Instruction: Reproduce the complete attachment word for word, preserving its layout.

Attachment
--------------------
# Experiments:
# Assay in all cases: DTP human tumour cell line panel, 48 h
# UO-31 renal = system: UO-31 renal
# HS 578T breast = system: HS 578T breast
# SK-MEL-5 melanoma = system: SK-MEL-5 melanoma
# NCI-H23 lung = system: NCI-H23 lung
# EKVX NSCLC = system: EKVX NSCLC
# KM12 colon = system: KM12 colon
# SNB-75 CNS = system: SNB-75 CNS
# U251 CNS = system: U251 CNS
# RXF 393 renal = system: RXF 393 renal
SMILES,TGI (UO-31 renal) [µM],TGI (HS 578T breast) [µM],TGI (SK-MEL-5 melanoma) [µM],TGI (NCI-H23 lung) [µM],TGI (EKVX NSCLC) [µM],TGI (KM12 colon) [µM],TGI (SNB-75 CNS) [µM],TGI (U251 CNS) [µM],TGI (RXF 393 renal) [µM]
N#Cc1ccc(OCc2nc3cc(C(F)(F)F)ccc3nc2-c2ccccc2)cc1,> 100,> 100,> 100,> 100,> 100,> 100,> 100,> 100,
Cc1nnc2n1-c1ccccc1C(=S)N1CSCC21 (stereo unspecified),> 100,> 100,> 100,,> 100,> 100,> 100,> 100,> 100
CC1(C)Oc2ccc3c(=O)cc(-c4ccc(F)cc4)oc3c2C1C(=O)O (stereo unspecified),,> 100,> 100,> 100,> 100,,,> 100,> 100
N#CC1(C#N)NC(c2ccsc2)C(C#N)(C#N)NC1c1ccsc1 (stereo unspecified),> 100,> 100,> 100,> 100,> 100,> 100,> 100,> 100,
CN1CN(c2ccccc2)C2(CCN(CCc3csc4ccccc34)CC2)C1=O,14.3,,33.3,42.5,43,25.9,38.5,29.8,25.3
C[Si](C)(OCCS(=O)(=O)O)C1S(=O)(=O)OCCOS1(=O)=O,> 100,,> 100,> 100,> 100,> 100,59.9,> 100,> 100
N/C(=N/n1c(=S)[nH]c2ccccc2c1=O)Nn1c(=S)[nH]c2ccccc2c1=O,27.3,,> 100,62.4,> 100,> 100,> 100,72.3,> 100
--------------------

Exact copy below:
# Experiments:
# Assay in all cases: DTP human tumour cell line panel, 48 h
# UO-31 renal = system: UO-31 renal
# HS 578T breast = system: HS 578T breast
# SK-MEL-5 melanoma = system: SK-MEL-5 melanoma
# NCI-H23 lung = system: NCI-H23 lung
# EKVX NSCLC = system: EKVX NSCLC
# KM12 colon = system: KM12 colon
# SNB-75 CNS = system: SNB-75 CNS
# U251 CNS = system: U251 CNS
# RXF 393 renal = system: RXF 393 renal
SMILES,TGI (UO-31 renal) [µM],TGI (HS 578T breast) [µM],TGI (SK-MEL-5 melanoma) [µM],TGI (NCI-H23 lung) [µM],TGI (EKVX NSCLC) [µM],TGI (KM12 colon) [µM],TGI (SNB-75 CNS) [µM],TGI (U251 CNS) [µM],TGI (RXF 393 renal) [µM]
N#Cc1ccc(OCc2nc3cc(C(F)(F)F)ccc3nc2-c2ccccc2)cc1,> 100,> 100,> 100,> 100,> 100,> 100,> 100,> 100,
Cc1nnc2n1-c1ccccc1C(=S)N1CSCC21 (stereo unspecified),> 100,> 100,> 100,,> 100,> 100,> 100,> 100,> 100
CC1(C)Oc2ccc3c(=O)cc(-c4ccc(F)cc4)oc3c2C1C(=O)O (stereo unspecified),,> 100,> 100,> 100,> 100,,,> 100,> 100
N#CC1(C#N)NC(c2ccsc2)C(C#N)(C#N)NC1c1ccsc1 (stereo unspecified),> 100,> 100,> 100,> 100,> 100,> 100,> 100,> 100,
CN1CN(c2ccccc2)C2(CCN(CCc3csc4ccccc34)CC2)C1=O,14.3,,33.3,42.5,43,25.9,38.5,29.8,25.3
C[Si](C)(OCCS(=O)(=O)O)C1S(=O)(=O)OCCOS1(=O)=O,> 100,,> 100,> 100,> 100,> 100,59.9,> 100,> 100
N/C(=N/n1c(=S)[nH]c2ccccc2c1=O)Nn1c(=S)[nH]c2ccccc2c1=O,27.3,,> 100,62.4,> 100,> 100,> 100,72.3,> 100